Why some machine learning solutions succeed, and others fail

By Wei-Lii Tan

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According to the 2021 Gartner Hype Cycle for Artificial Intelligence, A.I. applications that are closest to productive usage today include semantic search, computer vision, autonomous vehicles, and chatbots.
One key piece of information in that chart is the expected number of years that technology reaches its “plateau of productivity”. According to the chart, applications that are more mission-critical require more time to reach its productive stage. For example, it takes less development time for A.I.-based chatbots to be productive, compared to autonomous driving, because the consequences of delivering inaccurate results are much more severe in the latter case.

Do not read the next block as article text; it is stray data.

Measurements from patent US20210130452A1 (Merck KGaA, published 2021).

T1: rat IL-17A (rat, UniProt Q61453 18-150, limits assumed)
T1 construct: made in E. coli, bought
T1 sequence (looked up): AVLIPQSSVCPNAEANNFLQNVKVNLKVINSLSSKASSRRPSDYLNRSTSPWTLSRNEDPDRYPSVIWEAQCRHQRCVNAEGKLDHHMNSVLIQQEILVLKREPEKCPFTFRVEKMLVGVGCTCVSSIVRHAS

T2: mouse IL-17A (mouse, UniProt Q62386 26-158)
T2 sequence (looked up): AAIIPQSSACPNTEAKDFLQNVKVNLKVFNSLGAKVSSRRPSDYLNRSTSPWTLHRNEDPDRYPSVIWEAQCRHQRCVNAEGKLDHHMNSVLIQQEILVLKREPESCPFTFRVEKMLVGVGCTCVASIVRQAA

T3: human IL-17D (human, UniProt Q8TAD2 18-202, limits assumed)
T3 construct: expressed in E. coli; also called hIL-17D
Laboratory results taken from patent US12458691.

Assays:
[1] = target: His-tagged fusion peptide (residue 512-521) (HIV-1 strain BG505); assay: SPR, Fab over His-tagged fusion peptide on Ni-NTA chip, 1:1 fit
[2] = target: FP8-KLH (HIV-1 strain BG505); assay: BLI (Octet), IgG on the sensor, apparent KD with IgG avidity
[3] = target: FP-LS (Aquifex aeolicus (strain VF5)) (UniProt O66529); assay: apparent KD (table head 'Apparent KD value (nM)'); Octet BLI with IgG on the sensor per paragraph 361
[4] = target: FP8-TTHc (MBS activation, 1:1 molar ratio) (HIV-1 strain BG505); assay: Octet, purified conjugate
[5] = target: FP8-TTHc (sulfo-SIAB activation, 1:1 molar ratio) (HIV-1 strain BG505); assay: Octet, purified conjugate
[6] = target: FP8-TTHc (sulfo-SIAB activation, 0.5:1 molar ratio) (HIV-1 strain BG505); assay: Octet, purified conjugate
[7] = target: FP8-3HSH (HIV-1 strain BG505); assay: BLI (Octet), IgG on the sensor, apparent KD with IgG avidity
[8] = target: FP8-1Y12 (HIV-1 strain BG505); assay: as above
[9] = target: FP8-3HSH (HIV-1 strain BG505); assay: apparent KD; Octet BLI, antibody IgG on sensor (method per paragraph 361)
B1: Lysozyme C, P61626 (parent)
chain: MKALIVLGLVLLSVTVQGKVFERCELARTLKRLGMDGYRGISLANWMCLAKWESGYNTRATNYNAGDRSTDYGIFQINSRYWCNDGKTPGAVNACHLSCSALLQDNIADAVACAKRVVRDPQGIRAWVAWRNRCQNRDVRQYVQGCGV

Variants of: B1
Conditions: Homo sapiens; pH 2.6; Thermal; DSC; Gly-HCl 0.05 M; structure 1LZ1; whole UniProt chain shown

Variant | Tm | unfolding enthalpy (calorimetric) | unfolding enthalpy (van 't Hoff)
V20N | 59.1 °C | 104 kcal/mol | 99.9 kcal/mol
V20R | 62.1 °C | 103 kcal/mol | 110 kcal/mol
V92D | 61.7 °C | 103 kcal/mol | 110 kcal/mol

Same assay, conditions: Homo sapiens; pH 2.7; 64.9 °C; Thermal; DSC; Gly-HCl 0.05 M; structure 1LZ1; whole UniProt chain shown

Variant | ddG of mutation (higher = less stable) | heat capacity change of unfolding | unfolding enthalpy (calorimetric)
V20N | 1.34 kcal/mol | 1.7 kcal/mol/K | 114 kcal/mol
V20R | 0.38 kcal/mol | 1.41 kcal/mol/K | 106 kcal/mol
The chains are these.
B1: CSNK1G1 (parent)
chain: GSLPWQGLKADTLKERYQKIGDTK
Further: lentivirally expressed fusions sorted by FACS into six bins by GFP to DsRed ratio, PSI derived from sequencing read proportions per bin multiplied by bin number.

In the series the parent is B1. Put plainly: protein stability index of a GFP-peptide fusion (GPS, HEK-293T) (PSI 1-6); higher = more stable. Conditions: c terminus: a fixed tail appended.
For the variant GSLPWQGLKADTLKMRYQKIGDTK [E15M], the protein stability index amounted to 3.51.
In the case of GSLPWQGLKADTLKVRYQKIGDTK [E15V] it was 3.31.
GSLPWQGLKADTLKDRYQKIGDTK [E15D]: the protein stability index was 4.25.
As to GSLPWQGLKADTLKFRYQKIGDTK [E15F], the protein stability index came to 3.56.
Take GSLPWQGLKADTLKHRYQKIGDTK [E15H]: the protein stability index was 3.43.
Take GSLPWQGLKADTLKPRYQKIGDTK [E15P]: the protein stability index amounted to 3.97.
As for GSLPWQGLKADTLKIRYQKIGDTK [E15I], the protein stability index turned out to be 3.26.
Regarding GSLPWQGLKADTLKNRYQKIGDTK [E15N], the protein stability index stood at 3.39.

Similarly, ML applications for EDA tasks require more development time to reach productivity. Due to the high cost of developing and implementing silicon designs (running on the millions or billions of dollars per chip), as well as mission-critical end applications for these designs, engineering teams must be confident that their ML-enabled EDA tools consistently deliver results that are not only correct, but proven to be correct, every time.

In other words, in addition to providing runtime and engineering time advantages to traditional methods, ML-enabled EDA tools must also be verifiably accurate, robust enough to work on different use cases within its target application, and usable such that the user can drive the tool effectively without being an expert in statistics or ML.

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This article first appeared on the Siemens Digital Industries Software blog at